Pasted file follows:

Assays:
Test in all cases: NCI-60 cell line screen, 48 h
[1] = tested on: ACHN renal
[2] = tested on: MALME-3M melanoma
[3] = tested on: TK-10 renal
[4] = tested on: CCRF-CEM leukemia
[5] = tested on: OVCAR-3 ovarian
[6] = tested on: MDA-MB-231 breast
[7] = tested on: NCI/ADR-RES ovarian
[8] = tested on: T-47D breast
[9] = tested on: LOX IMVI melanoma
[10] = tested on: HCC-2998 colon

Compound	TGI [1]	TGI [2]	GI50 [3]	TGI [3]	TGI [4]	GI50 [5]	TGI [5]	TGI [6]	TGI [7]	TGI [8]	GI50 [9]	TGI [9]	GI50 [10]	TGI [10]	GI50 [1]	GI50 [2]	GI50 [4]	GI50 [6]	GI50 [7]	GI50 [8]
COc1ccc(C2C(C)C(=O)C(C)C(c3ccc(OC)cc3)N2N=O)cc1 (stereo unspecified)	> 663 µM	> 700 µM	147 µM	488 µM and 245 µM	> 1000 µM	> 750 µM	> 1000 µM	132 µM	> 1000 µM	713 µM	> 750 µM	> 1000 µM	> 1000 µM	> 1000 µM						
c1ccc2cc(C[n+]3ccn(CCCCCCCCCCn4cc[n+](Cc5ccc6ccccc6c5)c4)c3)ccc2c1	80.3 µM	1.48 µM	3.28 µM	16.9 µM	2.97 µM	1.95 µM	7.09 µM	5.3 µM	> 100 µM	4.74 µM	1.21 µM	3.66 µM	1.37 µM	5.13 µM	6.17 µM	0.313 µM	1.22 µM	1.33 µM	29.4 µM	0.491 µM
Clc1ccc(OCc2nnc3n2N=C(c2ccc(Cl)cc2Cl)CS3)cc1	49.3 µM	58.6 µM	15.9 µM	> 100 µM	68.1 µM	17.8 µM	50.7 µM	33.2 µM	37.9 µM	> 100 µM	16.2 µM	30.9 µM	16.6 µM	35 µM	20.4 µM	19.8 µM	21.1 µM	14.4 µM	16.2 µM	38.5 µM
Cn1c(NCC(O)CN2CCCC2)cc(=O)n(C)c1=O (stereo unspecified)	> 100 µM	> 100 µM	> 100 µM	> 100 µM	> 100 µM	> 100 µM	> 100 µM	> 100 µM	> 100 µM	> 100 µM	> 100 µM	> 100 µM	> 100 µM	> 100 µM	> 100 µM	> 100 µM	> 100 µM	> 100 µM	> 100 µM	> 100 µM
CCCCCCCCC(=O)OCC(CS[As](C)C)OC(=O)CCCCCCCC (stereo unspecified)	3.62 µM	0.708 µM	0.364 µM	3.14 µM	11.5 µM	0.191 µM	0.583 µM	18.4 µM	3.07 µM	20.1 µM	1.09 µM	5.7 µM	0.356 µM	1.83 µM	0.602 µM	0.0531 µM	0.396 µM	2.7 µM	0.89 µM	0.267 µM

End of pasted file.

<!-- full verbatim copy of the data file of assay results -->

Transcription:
Assays:
Test in all cases: NCI-60 cell line screen, 48 h
[1] = tested on: ACHN renal
[2] = tested on: MALME-3M melanoma
[3] = tested on: TK-10 renal
[4] = tested on: CCRF-CEM leukemia
[5] = tested on: OVCAR-3 ovarian
[6] = tested on: MDA-MB-231 breast
[7] = tested on: NCI/ADR-RES ovarian
[8] = tested on: T-47D breast
[9] = tested on: LOX IMVI melanoma
[10] = tested on: HCC-2998 colon

Compound	TGI [1]	TGI [2]	GI50 [3]	TGI [3]	TGI [4]	GI50 [5]	TGI [5]	TGI [6]	TGI [7]	TGI [8]	GI50 [9]	TGI [9]	GI50 [10]	TGI [10]	GI50 [1]	GI50 [2]	GI50 [4]	GI50 [6]	GI50 [7]	GI50 [8]
COc1ccc(C2C(C)C(=O)C(C)C(c3ccc(OC)cc3)N2N=O)cc1 (stereo unspecified)	> 663 µM	> 700 µM	147 µM	488 µM and 245 µM	> 1000 µM	> 750 µM	> 1000 µM	132 µM	> 1000 µM	713 µM	> 750 µM	> 1000 µM	> 1000 µM	> 1000 µM						
c1ccc2cc(C[n+]3ccn(CCCCCCCCCCn4cc[n+](Cc5ccc6ccccc6c5)c4)c3)ccc2c1	80.3 µM	1.48 µM	3.28 µM	16.9 µM	2.97 µM	1.95 µM	7.09 µM	5.3 µM	> 100 µM	4.74 µM	1.21 µM	3.66 µM	1.37 µM	5.13 µM	6.17 µM	0.313 µM	1.22 µM	1.33 µM	29.4 µM	0.491 µM
Clc1ccc(OCc2nnc3n2N=C(c2ccc(Cl)cc2Cl)CS3)cc1	49.3 µM	58.6 µM	15.9 µM	> 100 µM	68.1 µM	17.8 µM	50.7 µM	33.2 µM	37.9 µM	> 100 µM	16.2 µM	30.9 µM	16.6 µM	35 µM	20.4 µM	19.8 µM	21.1 µM	14.4 µM	16.2 µM	38.5 µM
Cn1c(NCC(O)CN2CCCC2)cc(=O)n(C)c1=O (stereo unspecified)	> 100 µM	> 100 µM	> 100 µM	> 100 µM	> 100 µM	> 100 µM	> 100 µM	> 100 µM	> 100 µM	> 100 µM	> 100 µM	> 100 µM	> 100 µM	> 100 µM	> 100 µM	> 100 µM	> 100 µM	> 100 µM	> 100 µM	> 100 µM
CCCCCCCCC(=O)OCC(CS[As](C)C)OC(=O)CCCCCCCC (stereo unspecified)	3.62 µM	0.708 µM	0.364 µM	3.14 µM	11.5 µM	0.191 µM	0.583 µM	18.4 µM	3.07 µM	20.1 µM	1.09 µM	5.7 µM	0.356 µM	1.83 µM	0.602 µM	0.0531 µM	0.396 µM	2.7 µM	0.89 µM	0.267 µM